• Brands will start communicating and focusing on things that work for them. Let me explain this - if a particular brand has 5 products, out of which 2 form their core business, they will start focusing on these two products only. This in turn makes customer experience more streamlined. They will also demonstrate that they are taking their consumers’ opinion into account while making decisions.
  • What are some tips you have for brands right now to help them with their comms strategy post Covid?

    Vanshika: At the risk of repeating myself, I’m going to say that communication is going to completely change.

    • People should be more cautious about multi-channel messaging being uniform. What goes on Instagram should be aligned with your press releases or your Google ads. All content should be aligned and integrated.

    • Go back and rewrite the strategy - communications professionals need to be agile for sure, but the “figure out as you go” approach won’t work. It’s time to invest in rewriting your playbook, because the world will change post corona. It’s important to think from the consumer’s point of view and think about what customers would like to hear one month from now. Think ahead, don’t play it by ear. For instance, for the first 20 days of COVID-19 everyone was talking about masks and sanitizers, but people really don’t want to hear about this anymore. Think more about what you would like to see as a consumer a month or two later and communicate accordingly.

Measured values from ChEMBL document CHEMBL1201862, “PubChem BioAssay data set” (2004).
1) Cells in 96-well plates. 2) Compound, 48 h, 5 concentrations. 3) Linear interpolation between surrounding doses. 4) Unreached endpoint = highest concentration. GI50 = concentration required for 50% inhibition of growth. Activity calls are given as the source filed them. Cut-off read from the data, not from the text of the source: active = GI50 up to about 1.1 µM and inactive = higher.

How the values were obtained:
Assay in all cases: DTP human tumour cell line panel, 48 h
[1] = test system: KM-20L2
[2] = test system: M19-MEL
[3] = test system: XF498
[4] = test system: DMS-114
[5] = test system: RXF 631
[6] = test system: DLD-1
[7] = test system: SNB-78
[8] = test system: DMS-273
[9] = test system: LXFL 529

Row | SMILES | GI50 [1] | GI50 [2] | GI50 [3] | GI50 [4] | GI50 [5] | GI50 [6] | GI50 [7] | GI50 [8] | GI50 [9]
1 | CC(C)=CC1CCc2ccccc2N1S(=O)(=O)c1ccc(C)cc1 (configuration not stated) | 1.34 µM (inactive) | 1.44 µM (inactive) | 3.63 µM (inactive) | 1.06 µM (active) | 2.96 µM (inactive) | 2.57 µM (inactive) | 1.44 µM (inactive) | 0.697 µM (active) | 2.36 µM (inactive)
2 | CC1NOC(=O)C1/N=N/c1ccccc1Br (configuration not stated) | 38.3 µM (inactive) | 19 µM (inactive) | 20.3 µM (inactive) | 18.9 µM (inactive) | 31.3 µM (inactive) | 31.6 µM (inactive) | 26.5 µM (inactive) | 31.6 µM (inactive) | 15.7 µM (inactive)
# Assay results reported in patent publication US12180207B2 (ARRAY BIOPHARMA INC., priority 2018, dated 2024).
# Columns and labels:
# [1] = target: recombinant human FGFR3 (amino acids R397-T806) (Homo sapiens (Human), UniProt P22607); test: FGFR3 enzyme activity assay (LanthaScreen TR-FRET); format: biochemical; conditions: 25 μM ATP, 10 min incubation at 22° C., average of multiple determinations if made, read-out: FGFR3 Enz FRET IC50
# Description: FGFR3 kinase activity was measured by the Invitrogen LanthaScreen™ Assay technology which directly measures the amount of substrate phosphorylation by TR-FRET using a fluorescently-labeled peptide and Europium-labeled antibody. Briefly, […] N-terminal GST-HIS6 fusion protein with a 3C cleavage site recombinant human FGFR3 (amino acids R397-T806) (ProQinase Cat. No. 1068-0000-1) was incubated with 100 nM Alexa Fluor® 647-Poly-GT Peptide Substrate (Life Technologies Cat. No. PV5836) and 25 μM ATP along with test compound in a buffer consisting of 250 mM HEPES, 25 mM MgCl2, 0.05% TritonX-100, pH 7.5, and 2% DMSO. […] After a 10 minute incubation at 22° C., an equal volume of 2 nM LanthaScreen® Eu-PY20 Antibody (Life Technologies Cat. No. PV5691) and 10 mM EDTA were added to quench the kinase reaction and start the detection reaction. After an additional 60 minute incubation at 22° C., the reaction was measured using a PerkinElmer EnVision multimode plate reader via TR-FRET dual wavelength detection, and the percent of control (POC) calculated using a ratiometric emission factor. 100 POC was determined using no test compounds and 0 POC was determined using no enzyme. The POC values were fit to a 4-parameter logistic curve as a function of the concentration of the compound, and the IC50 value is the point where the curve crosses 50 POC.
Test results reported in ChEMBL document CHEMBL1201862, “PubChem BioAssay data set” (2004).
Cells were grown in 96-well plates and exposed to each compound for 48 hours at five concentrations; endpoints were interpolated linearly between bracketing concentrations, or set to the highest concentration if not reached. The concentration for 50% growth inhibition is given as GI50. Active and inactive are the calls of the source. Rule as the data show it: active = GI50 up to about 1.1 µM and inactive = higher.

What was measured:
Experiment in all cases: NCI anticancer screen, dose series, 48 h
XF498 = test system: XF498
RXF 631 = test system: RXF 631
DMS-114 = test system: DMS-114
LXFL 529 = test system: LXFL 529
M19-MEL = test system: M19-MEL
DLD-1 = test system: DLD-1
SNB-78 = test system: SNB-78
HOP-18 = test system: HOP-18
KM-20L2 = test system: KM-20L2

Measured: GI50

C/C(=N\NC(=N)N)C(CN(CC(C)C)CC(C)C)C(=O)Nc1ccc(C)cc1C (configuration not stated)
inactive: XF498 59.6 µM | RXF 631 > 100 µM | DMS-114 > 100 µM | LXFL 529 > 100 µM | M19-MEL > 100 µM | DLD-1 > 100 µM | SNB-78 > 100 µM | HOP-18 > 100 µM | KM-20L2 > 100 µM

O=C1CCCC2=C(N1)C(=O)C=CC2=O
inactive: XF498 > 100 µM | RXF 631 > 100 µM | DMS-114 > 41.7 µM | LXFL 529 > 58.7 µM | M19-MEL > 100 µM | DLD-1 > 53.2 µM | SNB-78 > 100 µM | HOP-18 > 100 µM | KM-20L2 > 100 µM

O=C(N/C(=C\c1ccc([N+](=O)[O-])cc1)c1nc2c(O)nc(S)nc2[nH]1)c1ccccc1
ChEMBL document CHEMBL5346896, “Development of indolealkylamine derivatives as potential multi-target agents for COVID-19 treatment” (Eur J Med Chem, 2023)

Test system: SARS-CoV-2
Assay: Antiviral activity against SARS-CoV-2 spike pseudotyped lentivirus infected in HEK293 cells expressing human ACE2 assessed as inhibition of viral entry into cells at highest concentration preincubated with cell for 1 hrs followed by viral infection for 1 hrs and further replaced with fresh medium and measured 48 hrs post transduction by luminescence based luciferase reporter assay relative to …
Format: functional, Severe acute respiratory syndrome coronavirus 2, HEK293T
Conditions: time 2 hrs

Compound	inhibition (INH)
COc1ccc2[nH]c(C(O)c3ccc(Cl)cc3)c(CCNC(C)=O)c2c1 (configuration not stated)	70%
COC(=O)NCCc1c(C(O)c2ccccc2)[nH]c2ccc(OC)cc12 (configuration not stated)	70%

• In case your brand has changed strategy/pivoted, you need to reposition yourself and this means end to end - it’s important to focus not just on product but also on your messaging. The new offerings will not simply trickle down to your comms department.

    • Pro tip: Use your brand as a case study of how you adapted to corona. It’s a good idea to journal and document your journey and publish it in say, 6 months. Communication is reactive right now. By documenting your journey and releasing a brand story or case study about how you powered through corona would really make you stand out. Moreover it requires minimal effort - you simply have to make small notes to document any changes you make and how it’s impacted your business. Then, put all the notes together and make a report on how you sustained yourself through this. You won’t be sorry!